You may be able to debate the necessity of subsidies for renewable energies like wind or solar. I'd love to see subsidies help push these energy sources toward grid parity quickly, but I definitely understand the argument that if they can't stand on their own, we shouldn't help them out.

But I don't understand, and can't defend, arguments that we should eliminate subsidies for renewable sources of energy while retaining subsidies for non-renewable energy sources. Are we deliberately trying to test whether global warming is indeed true? Do we enjoy smog, toxins in our water, and importing oil from unfriendly sources? Or are we just proving that the oil industry is so entrenched with the politically powerful that our legislators will do anything to keep the oil industry wealthy?

I would like to think that the first two are rhetorical and sarcastic questions, but after sifting through Paul Ryan's "Path to Prosperity: Restoring America's Promise," the third possibility still troubles me. In an op-ed piece for The Wall Street Journal commenting on the plan, Ryan said he would "roll back expensive handouts for uncompetitive sources of energy, calling instead for a free and open marketplace for energy development, innovation and exploration." If that were true, I would applaud Ryan, as would most of the greentech industry. But Ryan doesn't mention, and even fails to answer in direct questions, why his plan keeps $40 billion in tax loopholes for Big Oil while cutting greentech funding.

Republicans haven't hidden their distaste for anything green, and the market isn't stupid, so you might think that "green" funding would have dried up after Republicans took control of the House of Representatives. After all, if greentech were such an "expensive" energy source, free market investors would never spend money on any energy source that needs subsidies to compete. But following the dollars tells a different story:

  • Just yesterday, General Electric (NYSE: GE) announced that it had both completed the acquisition of Prime Star Solar and achieved a 13% efficient CdTe solar module. This beats First Solar's (Nasdaq: FSLR) 11.6% efficiency, but there's no word yet on whether GE can also beat First Solar's $0.75 per watt.
  • Venture capital investors put a total of $2.6 billion into 115 greentech deals in the first quarter of 2011 alone.
  • First Solar announced a new plant in Arizona, and Chinese firms like Trina Solar (NYSE: TSL) and Yingli Green Energy are expanding their U.S. operations.

If greentech were such a bad idea, why would venture capitalists invest dollars in the sector? Aren't these folks supposed to follow the pulse of the future, betting that huge returns will follow?

In short, the facts tell me that:

  • Oil prices are rising.
  • Exploration for oil is costly and risky, as the Gulf spill last year demonstrates.
  • Nuclear energy is not going anywhere after the Japan disaster.
  • Renewable, solar in particular, has seen costs fall rapidly over the last few years.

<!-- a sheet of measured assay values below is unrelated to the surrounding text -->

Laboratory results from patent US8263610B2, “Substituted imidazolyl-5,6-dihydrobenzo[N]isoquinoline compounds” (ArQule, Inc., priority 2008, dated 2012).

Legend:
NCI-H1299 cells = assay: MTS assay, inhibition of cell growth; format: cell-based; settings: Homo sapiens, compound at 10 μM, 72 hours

• Free-market funding is quickly flowing into new "green" companies.

According to these trends, oil is the past, and solar, wind, geothermal, and other renewable sources are the future. Wouldn't we be going backward to leave subsidies for oil intact, but eliminate them for greener energy?

We need to be smarter about greentech
It's true that a few bad deals have tarnished government support for greentech companies. I've even argued that we needed to rethink how we handed out government grants after Evergreen Solar (Nasdaq: ESLR) and Energy Conversion Devices (Nasdaq: ENER) decided to shift at least some production to China and Mexico, respectively, after getting federal dollars.

And even advanced battery makers have yet to live up to their promise. But there's no way A123 Systems (Nasdaq: AONE) or Ener1 (Nasdaq: HEV) would be where they are today without grants from the government.

I'm not advocating for increased subsidies, or even subsidies at all. A level playing field would be fine. But cutting any subsidies greentech now has while leaving big oil tax benefits in place is disingenuous, contrary to national security interests, and bad for the economy. At this turning point for greentech, we can choose to foster its growth, stand idly by, or stunt its development.

Whether you believe in green energy or not, crippling clean energy technologies' chances for growth by putting them at a disadvantage is a mistake we can't make. Wherever your political interests lie, I hope we can all agree on that.

Let me know your thoughts about Ryan's plan, greentech subsidies, or my thoughts in the comments section below.

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Fool contributor Travis Hoium is a solar investor and owns shares of solar companies First Solar and SunPower. You can follow Travis on Twitter at @FlushDrawFool, check out his personal stock holdings or follow his CAPS picks at TMFFlushDraw.

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